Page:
If we look at the current scope of trade disputes, there are five major markets — EU, USA, India, Canada, China — investigating products being imported, with China featuring in most cases. Most disputes are being pursued by the internal bodies, but several have been referred to the WTO for review. A growing number of emerging PV regions already have domestic content incentives.
PV demand was 29 GW in 2012, and 2013 is forecast to tip 31 GW. 230 GW of new PV demand is forecast between 2013-2017, adding to the 100 GW at the end of 2012. Eighty percent of PV demand in 2013-2017 will come from the top 10 end markets.
About 318 engineers and managers completed a blind, anonymous survey on ‘On-Chip Communications Networks (OCCN), also referred to as an “on-chip networks”, defined as the entire interconnect fabric for an SoC. The on-chip communications network report was done by Sonics Inc. A summary of some of the highlights is as follows.
The average estimated time spent on designing, modifying and/or verifying on-chip communications networks was 28 percent (for the respondents that knew their estimate time).
The two biggest challenges for implementing OCCNs were meeting product specifications and balancing frequency, latency and throughput. Second tier challenges were integrating IP elements/sub-systems and getting timing closure.
As for 2013 SoC design expectations, a majority of respondents are targeting a core speed of at least 1 GHz for SoCs design starts within the next 12 months, based on those respondents that knew their target core speeds. Forty percent of respondents expect to have 2-5 power domain partitions for their next SoC design.
A variety of topologies are being considered for respondents’ next on-chip communications networks, including NoCs (half), followed by crossbars, multi-layer bus matrices and peripheral interconnects; respondents that knew their plans here, were seriously considering an average of 1.7 different topologies.
Twenty percent of respondents stated they already had a commercial Network-on-Chip (NoC) implemented or plan to implement one in the next 12 months, while over a quarter plan to evaluate a NoC over the next 12 months. A NoC was defined as a configurable network interconnect that packetizes address/data for multicore SoCs.
For respondents who had an opinion when commercial Networks-on-Chip became an important consideration versus internal development when implementing an SoC, 43 percent said they would consider commercial NoCs at 10 or fewer cores; approximately two-thirds said they would consider commercial NoCs at 20 or fewer cores.
The survey participants’ top three criteria for selecting a Network on Chip were: scalability-adaptability, quality of service and system verification, followed by layout friendly, support for power domain partitioning. Half of respondents saw reduced wiring congestion as the primary reason to use virtual channels, followed by increased throughput and meeting system concurrency with limited bandwidth.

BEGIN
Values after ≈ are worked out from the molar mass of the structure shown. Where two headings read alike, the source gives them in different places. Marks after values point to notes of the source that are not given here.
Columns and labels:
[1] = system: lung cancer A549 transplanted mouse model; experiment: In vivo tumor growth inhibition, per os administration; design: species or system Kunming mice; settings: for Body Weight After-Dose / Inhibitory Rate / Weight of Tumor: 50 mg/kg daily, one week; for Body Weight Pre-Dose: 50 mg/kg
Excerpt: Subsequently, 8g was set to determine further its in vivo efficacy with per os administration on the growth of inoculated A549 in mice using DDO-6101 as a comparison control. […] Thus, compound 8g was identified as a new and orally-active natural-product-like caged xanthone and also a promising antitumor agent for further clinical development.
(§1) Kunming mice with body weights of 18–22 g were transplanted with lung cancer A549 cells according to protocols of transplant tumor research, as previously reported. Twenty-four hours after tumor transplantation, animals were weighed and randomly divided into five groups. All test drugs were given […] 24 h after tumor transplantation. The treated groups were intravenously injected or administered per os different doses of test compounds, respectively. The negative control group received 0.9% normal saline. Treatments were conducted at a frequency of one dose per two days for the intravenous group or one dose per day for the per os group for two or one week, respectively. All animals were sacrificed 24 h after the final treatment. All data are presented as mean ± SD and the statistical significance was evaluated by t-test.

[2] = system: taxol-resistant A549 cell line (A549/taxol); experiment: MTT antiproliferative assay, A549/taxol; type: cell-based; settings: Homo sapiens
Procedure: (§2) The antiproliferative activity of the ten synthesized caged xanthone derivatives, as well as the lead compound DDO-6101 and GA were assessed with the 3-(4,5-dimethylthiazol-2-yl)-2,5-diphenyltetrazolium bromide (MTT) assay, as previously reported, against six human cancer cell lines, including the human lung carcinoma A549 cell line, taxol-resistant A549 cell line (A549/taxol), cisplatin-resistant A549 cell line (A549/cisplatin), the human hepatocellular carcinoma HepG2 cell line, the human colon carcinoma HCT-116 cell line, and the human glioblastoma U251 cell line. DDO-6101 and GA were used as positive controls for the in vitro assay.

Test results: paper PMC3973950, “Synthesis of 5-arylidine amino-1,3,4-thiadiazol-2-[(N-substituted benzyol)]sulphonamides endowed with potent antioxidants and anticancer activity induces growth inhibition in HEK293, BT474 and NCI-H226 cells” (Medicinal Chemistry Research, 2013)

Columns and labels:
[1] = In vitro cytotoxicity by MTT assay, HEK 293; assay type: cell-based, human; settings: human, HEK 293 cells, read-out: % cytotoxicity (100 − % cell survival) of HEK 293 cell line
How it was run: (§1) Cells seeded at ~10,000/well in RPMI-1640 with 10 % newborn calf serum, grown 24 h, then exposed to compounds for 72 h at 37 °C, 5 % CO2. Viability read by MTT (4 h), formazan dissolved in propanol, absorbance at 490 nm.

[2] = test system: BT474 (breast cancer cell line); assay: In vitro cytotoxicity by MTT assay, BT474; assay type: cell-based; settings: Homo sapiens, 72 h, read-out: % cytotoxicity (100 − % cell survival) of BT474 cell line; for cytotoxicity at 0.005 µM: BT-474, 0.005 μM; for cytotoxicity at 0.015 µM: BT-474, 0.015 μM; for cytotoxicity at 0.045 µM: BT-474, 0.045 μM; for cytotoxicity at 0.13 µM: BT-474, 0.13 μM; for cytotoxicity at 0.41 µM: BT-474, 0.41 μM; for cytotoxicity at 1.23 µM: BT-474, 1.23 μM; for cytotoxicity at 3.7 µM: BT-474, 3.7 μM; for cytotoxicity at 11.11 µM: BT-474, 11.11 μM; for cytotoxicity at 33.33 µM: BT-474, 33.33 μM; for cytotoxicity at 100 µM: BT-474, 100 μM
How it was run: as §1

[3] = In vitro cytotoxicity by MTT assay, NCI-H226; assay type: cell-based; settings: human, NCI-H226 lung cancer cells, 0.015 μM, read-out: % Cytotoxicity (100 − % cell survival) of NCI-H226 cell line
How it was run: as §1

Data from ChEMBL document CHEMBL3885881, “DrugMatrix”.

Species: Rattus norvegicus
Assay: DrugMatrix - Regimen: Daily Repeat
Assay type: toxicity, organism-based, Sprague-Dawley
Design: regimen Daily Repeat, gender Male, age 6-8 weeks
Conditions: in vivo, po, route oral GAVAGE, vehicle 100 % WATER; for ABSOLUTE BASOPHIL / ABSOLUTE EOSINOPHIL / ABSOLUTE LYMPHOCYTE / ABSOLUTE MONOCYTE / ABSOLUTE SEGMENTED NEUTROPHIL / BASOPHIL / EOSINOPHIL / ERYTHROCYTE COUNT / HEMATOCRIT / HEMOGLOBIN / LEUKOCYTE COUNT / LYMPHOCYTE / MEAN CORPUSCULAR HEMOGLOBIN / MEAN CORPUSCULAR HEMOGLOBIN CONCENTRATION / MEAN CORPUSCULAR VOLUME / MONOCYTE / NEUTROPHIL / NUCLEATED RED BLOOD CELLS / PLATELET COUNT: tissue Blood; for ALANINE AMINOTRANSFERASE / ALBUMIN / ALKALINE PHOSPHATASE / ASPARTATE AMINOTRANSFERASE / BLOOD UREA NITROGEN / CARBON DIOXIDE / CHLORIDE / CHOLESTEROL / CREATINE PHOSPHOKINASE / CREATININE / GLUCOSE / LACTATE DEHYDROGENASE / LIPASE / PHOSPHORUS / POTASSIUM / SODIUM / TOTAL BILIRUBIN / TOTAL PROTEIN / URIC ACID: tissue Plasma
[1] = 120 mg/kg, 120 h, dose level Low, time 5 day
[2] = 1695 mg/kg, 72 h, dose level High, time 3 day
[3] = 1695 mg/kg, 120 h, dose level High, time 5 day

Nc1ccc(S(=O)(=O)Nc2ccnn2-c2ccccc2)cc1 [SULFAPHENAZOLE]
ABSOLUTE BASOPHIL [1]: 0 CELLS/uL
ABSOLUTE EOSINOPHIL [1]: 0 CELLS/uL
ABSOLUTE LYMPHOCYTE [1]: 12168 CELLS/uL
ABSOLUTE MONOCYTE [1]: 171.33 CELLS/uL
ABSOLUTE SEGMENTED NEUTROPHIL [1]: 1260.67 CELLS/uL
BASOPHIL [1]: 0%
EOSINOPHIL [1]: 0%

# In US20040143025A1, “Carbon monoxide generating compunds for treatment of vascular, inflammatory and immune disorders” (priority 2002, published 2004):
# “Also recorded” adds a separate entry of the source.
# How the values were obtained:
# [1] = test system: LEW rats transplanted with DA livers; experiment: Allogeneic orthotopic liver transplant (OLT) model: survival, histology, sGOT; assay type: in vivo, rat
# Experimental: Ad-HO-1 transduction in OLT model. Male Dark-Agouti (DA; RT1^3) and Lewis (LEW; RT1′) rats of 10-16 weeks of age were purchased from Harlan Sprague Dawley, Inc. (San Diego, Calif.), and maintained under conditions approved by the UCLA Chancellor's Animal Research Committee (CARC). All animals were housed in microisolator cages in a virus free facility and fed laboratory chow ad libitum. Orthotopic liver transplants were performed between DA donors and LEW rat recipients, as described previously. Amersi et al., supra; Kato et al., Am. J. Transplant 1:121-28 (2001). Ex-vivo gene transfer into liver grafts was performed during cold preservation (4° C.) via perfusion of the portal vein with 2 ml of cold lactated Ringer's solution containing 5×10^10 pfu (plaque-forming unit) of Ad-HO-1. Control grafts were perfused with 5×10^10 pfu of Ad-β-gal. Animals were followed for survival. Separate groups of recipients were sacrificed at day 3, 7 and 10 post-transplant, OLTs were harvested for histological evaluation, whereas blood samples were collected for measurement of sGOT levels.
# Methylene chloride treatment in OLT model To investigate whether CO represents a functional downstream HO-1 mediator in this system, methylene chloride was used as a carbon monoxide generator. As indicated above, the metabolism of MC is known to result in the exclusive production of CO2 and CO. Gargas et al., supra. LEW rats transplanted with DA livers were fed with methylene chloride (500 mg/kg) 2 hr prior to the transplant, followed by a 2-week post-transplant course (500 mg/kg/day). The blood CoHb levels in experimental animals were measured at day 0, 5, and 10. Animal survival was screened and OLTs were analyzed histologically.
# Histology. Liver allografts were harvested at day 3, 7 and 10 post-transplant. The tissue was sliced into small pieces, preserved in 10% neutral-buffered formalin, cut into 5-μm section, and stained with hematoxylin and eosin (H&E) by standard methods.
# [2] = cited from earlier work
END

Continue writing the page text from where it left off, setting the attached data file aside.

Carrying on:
Components Direct is a leading source for authorized end-of-life and excess electronic components. The products are guaranteed grade A factory sealed direct from the manufacturer and inventoried in a ESD 20.20 certified and ISO 9001 certified state-of-the art-facility. Components Direct is headquartered in Milpitas, CA with locations in the US and Asia.
It has a leading cloud-based platform for excess and obsolete (E&O) inventory. In 2012, Avnet and Components Direct entered in a strategic relationship. Components Direct is the exclusive channel for Avnet’s factory authorized excess and end-of-life components.
Compared to leading industry giants, such as Element14 and RS Components, Components Direct, currently, doesn’t have a detailed menu showcasing listed products, at least not on the home page, as yet. One hopes that’ll make an appearance soon.
Speaking on the mission of Components Direct, Anne Ting, executive VP, Marketing said: “Components Direct is the premier authorized distributor for excess and end-of-life electronic components. We are the only company working directly with manufacturers and their franchised distributors to offer 100 percent guaranteed traceable E&O components as well as technology services to combat counterfeit components and other gray market activity.
“For our supplier partners, we enable them to put excess product back into the control of an authorized source, as opposed to the gray market. For buyers, we provide them with a secure, authorized one-stop shop for excess, obsolete and unsold factory components.”
Combating gray market
How important is it to combat the gray market? Why will this endeavor stop/lessen gray market activity?
According to Ting, the gray market is a serious and growing problem. As early as 2008, a study by KPMG and the Alliance for Gray Market and Counterfeit Abatement (AGMA) stated that as much as $58 billion of technology products were passing through the gray market, and the problem has only gotten worse.
The gray market is rampant throughout all industries, with everyone from engineers, to procurement professionals and consumers impacted negatively when the products they purchase are advertised as new and authentic, but in reality could be used, refurbished or even worse, counterfeit.
In fact, a 2012 study by market research firm IHS found that over 12 million counterfeit electronics and semiconductor components